Given the relationship to and not any MHD quantities, we suggest that this direct non-linearity is the most important feature and driver of the MHD chaos. However, in some MHD dominated by magnetic reconnection it cannot be precluded that the most important time scale would be the reconnection rate, which becomes independent of , the Lundquist number, for sufficiently high values of Loureiro et al. (2012).

### v.2 Helicity

Given past findings that suggest that helicity results in a diminution of chaos Zienicke et al. (1998); Escande et al. (2000), and the fact that we can directly control and measure the relative helicity of our system, we test this directly in the Eulerian sense. The relative helicity is defined

 ρ2b=⟨b⋅a⟩⟨b⋅a⟩⟨b⋅b⟩⟨a⋅a⟩ , (34)

with vector potential . We run a set of simulations where we vary the quantity by injecting helicity into the system with the adjustible helicity forcing described in McKay et al. (2017). All simulations were done with hypoviscosity, which took energy out at the large scale (low wave number) to ensure that the simulations did not blow up due to the inverse transfer present in helical simulations. After a statistically steady state was reached, including having roughly constant , the FTLE method was used to measure the Lyapunov exponent, except for the inset of Fig. 4 which was done using the direct method. The results of this are shown in Fig. 4; note in the main plot the Reynolds number was 120. What is seen is that increasing does indeed create a diminution of chaos. The data suggest that as , . Thus, we have assumed a parameter dependence of , where is the Lyapunov exponent at and is some fit parameter, here it is equal to . This is shown in grey (blue) in the plot. However, the uncertainty on means that many functional dependencies on are consistent, but these would need a general tendency for at maximal magnetic helicity.

The inset of Fig. 4 shows a run with Re 320. In the run without helicity, there is a regular exponential increase in whilst for the run with , after the initial perturbation, the two realisations remain close for many large eddy turnovers, . This effect is rather dramatic. Helicity has some organising effect on the fluid Brandenburg and Subramanian (2005). As helicity increases, the organising effect becomes greater and the chaos diminishes. We believe that the diminution of chaos cannot only be a result of the inverse transfer present in helical MHD. For instance, in two-dimensional hydrodynamics there is an inverse transfer of energy, but still a robust amount of chaos is seen Boffetta and Musacchio (2001).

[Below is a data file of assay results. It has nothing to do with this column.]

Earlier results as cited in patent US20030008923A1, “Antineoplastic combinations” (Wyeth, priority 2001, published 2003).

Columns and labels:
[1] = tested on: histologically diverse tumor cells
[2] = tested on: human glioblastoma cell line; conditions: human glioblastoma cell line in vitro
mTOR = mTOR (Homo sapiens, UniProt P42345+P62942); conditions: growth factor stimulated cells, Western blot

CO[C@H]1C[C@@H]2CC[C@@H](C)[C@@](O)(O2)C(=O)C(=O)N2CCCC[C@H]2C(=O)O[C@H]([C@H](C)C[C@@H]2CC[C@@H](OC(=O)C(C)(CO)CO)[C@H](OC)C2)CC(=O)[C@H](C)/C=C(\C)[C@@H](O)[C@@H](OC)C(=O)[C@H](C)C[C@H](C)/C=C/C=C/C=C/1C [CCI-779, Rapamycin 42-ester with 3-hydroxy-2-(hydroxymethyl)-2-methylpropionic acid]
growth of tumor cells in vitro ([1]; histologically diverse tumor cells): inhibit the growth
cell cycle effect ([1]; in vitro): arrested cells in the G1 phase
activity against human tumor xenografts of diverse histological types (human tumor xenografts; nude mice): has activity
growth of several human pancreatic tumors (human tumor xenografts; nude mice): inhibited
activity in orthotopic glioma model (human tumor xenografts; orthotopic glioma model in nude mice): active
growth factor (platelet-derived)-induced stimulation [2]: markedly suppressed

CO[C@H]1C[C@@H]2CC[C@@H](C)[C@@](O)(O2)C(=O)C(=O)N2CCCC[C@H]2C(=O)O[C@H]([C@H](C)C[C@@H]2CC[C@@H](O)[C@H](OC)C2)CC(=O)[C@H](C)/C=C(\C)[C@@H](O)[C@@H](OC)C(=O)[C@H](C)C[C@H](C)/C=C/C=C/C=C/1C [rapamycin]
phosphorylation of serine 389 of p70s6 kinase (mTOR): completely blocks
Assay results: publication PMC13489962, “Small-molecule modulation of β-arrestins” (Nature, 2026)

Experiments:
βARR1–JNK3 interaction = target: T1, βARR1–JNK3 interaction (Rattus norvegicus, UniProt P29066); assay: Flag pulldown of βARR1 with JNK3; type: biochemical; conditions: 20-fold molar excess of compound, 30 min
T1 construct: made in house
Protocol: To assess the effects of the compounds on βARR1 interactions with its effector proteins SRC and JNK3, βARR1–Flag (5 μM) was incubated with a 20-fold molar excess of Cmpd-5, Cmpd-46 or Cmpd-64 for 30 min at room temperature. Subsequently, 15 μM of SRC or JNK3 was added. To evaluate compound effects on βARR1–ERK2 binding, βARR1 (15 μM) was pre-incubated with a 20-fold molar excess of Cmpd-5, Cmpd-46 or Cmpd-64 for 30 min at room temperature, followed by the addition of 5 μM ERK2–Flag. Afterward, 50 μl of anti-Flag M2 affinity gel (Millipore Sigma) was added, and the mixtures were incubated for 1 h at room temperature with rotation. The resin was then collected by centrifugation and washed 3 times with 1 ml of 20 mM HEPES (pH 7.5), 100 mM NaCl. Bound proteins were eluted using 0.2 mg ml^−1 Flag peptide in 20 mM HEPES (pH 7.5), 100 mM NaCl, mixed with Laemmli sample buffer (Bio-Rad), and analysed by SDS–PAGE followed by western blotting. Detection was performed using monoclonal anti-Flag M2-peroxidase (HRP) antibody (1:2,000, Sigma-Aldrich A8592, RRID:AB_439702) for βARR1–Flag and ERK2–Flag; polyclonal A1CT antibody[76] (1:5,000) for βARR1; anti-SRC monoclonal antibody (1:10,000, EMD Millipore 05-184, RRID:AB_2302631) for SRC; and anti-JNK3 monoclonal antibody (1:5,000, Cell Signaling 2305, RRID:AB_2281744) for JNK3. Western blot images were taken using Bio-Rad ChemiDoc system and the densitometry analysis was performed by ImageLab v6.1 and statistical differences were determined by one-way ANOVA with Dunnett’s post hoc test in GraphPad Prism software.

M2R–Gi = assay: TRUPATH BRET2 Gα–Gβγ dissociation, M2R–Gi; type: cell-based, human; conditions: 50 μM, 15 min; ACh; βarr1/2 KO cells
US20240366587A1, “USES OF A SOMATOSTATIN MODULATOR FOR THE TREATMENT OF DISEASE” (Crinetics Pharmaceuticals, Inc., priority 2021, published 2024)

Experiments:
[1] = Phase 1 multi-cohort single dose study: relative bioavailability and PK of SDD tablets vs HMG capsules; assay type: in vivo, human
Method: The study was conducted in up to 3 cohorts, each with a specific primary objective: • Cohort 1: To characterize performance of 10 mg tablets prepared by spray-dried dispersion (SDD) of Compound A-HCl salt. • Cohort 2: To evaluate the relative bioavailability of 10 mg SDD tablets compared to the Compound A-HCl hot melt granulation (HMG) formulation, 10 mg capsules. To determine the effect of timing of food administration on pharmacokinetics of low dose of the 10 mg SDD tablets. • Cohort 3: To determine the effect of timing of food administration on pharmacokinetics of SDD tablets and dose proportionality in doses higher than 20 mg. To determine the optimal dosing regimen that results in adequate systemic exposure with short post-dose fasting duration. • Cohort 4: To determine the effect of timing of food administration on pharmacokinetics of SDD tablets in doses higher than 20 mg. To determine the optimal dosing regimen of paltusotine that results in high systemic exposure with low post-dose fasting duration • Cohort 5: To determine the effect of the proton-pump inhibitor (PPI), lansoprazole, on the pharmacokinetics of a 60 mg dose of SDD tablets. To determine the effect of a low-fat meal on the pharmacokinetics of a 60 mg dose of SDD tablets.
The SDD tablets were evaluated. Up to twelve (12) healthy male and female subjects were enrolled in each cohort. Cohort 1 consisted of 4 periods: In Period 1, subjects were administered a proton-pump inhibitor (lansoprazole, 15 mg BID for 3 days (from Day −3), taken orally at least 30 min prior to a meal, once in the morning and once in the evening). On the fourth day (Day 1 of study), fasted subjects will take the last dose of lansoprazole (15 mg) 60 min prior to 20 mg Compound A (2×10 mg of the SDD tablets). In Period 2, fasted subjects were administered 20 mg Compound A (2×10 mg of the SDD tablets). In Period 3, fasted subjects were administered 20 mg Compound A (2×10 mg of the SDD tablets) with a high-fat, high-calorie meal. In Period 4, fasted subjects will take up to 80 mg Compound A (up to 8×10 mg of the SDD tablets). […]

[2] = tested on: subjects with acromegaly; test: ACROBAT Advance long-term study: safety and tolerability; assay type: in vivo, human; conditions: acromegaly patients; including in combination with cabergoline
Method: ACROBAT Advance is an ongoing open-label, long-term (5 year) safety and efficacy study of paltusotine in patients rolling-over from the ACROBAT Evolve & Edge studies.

Given our assumption that the Lyapunov exponent for Eulerian and Lagrangian chaos are equal, and that the exponent for Lagrangian chaos is intimately related to the longitudinal correlation function, we would expect that depends on the magnetic helicity in the system. However, would require from Eq. (18), such that the whole field is correlated. This would violate the assumption of homogeneity and isotropy on which Eq. (18) relies. As such, there will be a breakdown in this relationship, and the organisational property of the magnetic helicity suppresses the chaos coming from the velocity field. As well, if and are equal, we also expect that helicity diminishes chaos even in a Lagrangian sense, which was seen in ABC flows of MHD Zienicke et al. (1998).

It has been seen before that helicity plays an important role in MHD turbulent dynamics. Specifically, even without initial helicity, the system is attracted to states that are helical and laminar even with a large Re Dallas and Alexakis (2015). These Beltrami states have greatly reduced non-linearity Servidio et al. (2008). This attractor behaviour is also seen in pure hydrodynamics Linkmann and Morozov (2015), where these laminar states also exist. The laminar states in hydrodynamics are purely attractive, such that once the system becomes laminar, it does not delaminarize. However, in MHD, the helical states can be exited spontaneously, but with a tendency to stay near these states longer as helicity is increased. This may explain the difference in behaviour of perturbations made in the laminar states in hydrodynamics, where decays exponentially, and those made here, where remains roughly constant. In this sense, the MHD simulations act like the hydrodynamic simulations in Berera and Ho (2018) which have very low Re, but which have still not relaminarized.

### v.3 Linear Growth

In hydrodynamic turbulence, there is a limit on the growth rate of , which eventually seems to grows linearly in time with rate equal to the dissipation rate as has been found recently Berera and Ho (2018). We find an analogous effect in MHD with important consequences for the predictability of MHD systems with high Pr, such as galactic scale magnetic fields. The total dissipation is defined, , as the sum of the dissipations due to and field respectively. A negative damping forcing could be used to maintain a constant dissipation rate whilst forcing the velocity to maintain a roughly zero relative helicity McKay et al. (2017).

Eventually, both and do enter a linear growth phase. However, the linear rate for both fields is different. Specifically, for the rate is determined by . In Fig. 4, the growth of is shown with time for three different runs, one with Re = 120 and = 0.11, one with Re = 80 and = 0.036, and one with Re = 45 and = 0.0012. In the plot is divided by and after this normalisation, the linear growth rate for each is roughly the same. Eventually . The values for used here differ by a factor of 100 so we feel relatively confident that this linear relation is based upon the magnetic dissipation, which resolves the question raised in Section III.

For the growth of it is difficult to distinguish whether the behaviour is based on or because the two values tended to be close. We suspect it is the former, and this would be more appealing symmetrically, but the difference is less pronounced in the values of the data. This is because it is difficult in practice to get .